At the risk of cherry picking an unusually adverse time period, the table below measures a conservatively balanced portfolio (40% stocks and 60% bonds) and a very aggressive portfolio (90% stocks and 10% bonds) during this 21st century. Owners of these portfolios are assumed to be in retirement and spending 6% of the value of the portfolio each year to meet obligations. Although stocks and bonds have had fairly similar annual returns thus far this century, with bonds at 5 percent per year and stocks at 4 percent, the aggressive investor has been greatly disadvantaged by the fact that two major bear markets occurred in the first decade of retirement. The shaded years, imagining future returns in which stocks best bonds by 5 percent per year (reflected in hypothetical portfolio returns of 2% for the conservative portfolio and 5% for the aggressive portfolio), suggest that the consistently more aggressive investor is unlikely ever to catch up with the more cautious investor when both annual distributions and terminal portfolio value are considered. This particular time period might well be written off as one of unusually bad luck, but otherwise financially secure investors on the cusp of living without a paycheck for the first time in decades might just as well be inclined to look at this data and think, “that’s precisely the kind of risk I intend to mitigate.”
A third if not final reason to limit one’s allocation to stocks is simple psychology. Few investors in retirement are able to endure substantial portfolio losses and maintain confidence in a successful long-term outcome. Years of unanticipated financial anxiety and emotional stress increase the likelihood of switching to a more conservative portfolio at a bad time. The chart above only shows portfolio values at the end of the year, but most of us look at our portfolio values more often than that. Ask yourself what decision you might have made if eight years into retirement your $1 million portfolio had been reduced to $345,000, about where it would have been before the recovery began in March 2009. How reassured would you have been to know that over long time periods the odds were in your favor? In fact, for many investors selling at the bottom does not signify psychological weakness; it is a matter of necessity dictated by sober recognition that a continued decline in the stock market may well lead to financial ruin.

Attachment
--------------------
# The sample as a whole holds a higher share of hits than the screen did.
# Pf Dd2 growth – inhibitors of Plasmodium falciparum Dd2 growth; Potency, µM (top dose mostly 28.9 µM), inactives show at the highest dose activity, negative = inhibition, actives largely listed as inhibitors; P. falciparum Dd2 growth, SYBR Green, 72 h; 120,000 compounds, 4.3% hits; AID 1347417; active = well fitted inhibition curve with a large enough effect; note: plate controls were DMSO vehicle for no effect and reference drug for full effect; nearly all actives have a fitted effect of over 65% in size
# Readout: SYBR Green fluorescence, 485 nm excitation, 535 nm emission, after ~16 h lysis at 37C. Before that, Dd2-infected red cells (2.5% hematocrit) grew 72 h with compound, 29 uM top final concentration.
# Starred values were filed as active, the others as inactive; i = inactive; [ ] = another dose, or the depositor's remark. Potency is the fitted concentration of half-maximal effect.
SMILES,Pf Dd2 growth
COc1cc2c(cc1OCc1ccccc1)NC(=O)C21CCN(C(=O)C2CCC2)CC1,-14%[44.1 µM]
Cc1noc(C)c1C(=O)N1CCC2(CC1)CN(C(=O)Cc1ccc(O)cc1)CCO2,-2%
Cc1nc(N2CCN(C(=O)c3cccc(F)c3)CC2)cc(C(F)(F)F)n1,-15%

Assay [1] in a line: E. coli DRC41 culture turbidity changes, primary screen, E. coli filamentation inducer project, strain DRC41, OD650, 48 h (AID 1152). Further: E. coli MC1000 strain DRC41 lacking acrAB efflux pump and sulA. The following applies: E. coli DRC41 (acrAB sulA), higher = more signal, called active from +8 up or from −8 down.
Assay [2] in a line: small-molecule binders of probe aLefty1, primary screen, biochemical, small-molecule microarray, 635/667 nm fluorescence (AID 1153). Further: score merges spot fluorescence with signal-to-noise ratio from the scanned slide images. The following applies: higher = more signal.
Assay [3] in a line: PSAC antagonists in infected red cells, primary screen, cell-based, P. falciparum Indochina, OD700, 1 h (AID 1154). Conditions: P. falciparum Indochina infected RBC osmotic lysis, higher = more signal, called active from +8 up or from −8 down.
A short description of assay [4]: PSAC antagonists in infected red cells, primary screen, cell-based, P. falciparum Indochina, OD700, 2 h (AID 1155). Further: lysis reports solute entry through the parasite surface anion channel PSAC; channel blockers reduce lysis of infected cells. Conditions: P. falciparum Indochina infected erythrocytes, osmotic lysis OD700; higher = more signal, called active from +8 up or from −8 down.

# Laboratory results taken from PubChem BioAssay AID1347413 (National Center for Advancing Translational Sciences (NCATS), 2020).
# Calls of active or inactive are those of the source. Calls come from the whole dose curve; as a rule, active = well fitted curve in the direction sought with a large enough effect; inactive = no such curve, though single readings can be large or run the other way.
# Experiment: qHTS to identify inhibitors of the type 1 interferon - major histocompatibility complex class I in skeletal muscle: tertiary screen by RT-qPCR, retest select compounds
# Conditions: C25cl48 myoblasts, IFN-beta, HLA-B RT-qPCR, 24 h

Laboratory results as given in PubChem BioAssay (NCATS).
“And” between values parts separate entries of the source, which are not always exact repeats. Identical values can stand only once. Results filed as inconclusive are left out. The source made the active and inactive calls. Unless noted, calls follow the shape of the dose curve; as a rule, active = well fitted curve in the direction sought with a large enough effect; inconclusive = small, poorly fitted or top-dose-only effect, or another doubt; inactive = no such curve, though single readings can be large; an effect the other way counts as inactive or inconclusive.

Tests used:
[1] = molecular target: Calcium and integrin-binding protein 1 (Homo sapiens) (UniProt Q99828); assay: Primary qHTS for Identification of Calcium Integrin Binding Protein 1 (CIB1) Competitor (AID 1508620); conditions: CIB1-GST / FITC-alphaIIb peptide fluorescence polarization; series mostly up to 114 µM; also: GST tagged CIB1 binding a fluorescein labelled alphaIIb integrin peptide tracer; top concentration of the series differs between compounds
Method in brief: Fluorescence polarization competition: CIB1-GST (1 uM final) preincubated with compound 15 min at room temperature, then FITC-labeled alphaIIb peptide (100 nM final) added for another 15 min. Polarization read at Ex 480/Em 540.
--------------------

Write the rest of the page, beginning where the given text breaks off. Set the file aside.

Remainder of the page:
The Times piece cites Warren Buffett to inform this discussion, noting that he has established a trust for his wife which will include an allocation to bonds of just 10 percent. Far be it from us to take issue with Warren Buffett’s asset allocation decisions, but we note that if his wife is heir to just 1 percent of his estate, and if she in turn has only 10 percent of that 1 percent in bonds, then her allocation to bonds will still be worth roughly $60 million. Just as the sequence of returns and one’s potentially diminishing tolerance for volatility need to be taken into account, investors are wise to honor the primacy of personal financial planning exigencies, including both cash flow requirements and also the desire to preserve and/or grow wealth for heirs and beneficiaries. Your next door neighbor’s asset allocation is likely more suitable for you than is Mrs. Buffett’s.
Stocks are very likely to outperform bonds for those with medium and long-term investment time horizons, and they should form a key building block even of retirement portfolios. Extremely high allocations to stocks within a nest egg subject to constant withdrawals is every bit as risky as it seems, however, and there are good reasons almost no one invests in this way. Having said that, if you are confident you will be prominently featured in Warren Buffett’s estate plan, by all means go ahead and let it rip.